Critics point out that the identity of the other whistleblower remains a secret and question why it has never been made public.
Ms Poteet's motion alleges that "this case has not been adequately investigated" by the government, and that the $40 million amount is "woefully inadequate."
Her attorney, Andrew Carr Jr, also claims that one of the lawyers involved in the case from the DOJ, had an undisclosed relationship with an attorney for one of the defendants.
Medtronic was also required to sign a 5-year corporate integrity agreement which requires the company to file regular reports with the Inspector General and track all non-sales related customer transactions. The company must also set up an outside review organization, improve training and employee screening practices, and make a compliance officer a member of senior management who will report directly to the chief executive and have access to the company's board of directors
In discussing the terms of the settlement, the Assistant Attorney General for the Civil Division of the DOJ, Peter Keisler, stated in the press release, "Today's settlement reflects the progress we are making in the ongoing fight against abusive and illegal practices in the healthcare industry."
The $40 million settlement agreement comes on the heels of a $1.35 billion settlement in 2005, to settle charges in a patent infringement action filed by Dr Gary Michelson, a Los Angeles inventor and surgeon.
According to Medtronic's latest SEC filings, the company first became aware of the DOJ's investigation on September 4, 2003, when it was informed that the government was investigating allegations that certain payments and other services provided to physicians constituted improper inducements under the Anti-Kickback Statute. The allegations were made as part of a civil qui tam complaint brought pursuant to the federal False Claims Act.
A year later, on September 2, 2004, Medtronic received a copy of Ms Poteet's qui tam complaint asserting similar allegations under the FCA. "The Company," the SEC filing states, "views the second complaint as having arisen out of essentially similar facts and circumstances as the first qui tam complaint."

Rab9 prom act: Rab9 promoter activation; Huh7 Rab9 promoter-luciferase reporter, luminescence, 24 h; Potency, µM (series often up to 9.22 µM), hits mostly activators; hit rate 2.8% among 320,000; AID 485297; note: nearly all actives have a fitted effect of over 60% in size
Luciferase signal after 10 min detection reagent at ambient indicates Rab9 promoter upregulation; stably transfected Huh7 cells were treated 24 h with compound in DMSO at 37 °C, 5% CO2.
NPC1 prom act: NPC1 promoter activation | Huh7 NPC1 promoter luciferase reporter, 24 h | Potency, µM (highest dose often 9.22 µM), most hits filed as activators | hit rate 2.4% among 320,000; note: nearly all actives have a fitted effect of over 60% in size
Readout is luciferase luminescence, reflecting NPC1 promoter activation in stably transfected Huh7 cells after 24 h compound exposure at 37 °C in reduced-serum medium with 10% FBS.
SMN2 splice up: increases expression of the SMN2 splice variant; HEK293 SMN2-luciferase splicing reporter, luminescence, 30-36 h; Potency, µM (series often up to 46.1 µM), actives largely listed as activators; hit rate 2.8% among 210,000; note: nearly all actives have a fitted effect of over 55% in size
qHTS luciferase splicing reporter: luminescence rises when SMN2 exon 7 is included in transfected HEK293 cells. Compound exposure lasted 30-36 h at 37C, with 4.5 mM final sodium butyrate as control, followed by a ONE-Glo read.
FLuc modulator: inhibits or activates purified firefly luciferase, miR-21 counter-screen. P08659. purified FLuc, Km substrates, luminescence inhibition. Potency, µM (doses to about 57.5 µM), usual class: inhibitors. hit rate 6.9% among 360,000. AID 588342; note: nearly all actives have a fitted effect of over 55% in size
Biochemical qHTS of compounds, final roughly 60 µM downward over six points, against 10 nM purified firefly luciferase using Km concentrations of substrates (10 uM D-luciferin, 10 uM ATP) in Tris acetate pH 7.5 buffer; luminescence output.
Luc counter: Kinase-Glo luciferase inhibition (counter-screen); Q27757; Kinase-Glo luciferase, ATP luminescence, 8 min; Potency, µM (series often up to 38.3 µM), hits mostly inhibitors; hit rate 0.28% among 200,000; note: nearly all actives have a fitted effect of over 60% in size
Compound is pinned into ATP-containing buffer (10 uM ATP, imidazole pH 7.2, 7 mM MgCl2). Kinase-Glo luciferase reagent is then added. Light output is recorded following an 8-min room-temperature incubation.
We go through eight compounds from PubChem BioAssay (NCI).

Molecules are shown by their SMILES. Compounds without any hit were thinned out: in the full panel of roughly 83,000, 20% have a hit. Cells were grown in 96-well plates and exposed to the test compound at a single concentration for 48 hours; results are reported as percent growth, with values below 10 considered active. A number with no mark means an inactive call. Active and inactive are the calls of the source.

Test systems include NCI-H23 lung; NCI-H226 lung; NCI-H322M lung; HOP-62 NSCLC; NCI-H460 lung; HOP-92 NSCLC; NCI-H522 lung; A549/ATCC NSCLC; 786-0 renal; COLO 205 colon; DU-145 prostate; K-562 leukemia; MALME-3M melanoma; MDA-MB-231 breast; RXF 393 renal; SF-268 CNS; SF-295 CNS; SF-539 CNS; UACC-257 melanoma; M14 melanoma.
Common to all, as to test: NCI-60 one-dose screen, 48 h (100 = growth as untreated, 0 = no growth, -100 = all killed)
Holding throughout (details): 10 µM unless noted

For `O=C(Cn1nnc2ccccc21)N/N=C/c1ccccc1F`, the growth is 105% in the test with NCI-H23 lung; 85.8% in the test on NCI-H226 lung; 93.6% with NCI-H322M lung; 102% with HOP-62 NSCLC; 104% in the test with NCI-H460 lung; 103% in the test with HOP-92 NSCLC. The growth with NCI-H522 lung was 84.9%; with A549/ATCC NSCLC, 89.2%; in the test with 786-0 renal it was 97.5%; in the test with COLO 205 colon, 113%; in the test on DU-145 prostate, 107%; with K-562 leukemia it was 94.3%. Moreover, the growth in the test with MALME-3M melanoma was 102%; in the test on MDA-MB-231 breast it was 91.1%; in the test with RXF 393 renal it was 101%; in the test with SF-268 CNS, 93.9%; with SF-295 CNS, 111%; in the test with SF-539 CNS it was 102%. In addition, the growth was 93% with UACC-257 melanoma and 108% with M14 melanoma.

The lawsuit allege that Medtronic violated the Anti-Kickback Statute between 1998 and 2003, by paying kickbacks through sham consulting and royalty agreements and sponsoring all-expense-paid trips for doctors to exotic locations.
Ms Poteet now contends that the government's motion to dismiss her lawsuit is an attempt to keep the terms of the settlement secret and to avoid having to pay her or any other whistleblower a percentage of the settlement, in the case titled United States of America, ex rel Jacqueline Kay Poteet v Medtronic, Inc, No 03-2979, WD Tenn, W Div.
Her lawsuit charges Medtronic with violating the FCA which prohibits the submission of false claims to the federal government, and imposes liability on any person who "knowingly presents, or causes to be presented, ... a false or fraudulent claim for payment or approval," or who "knowingly makes, uses, or causes to be made or used, a false record or statements to get a false or fraudulent claim paid or approved by the Government."
The fundamental element of a FCA violation, is the existence of an actual false claim that has been presented to the government. The FCA authorizes private individuals to bring qui tam actions on behalf of the US government.
FCA recoveries over the past two decades total more than $17 billion, with most of that amount coming from the pharmaceutical industry, according to the Washington DC based policy group, Taxpayers Against Fraud.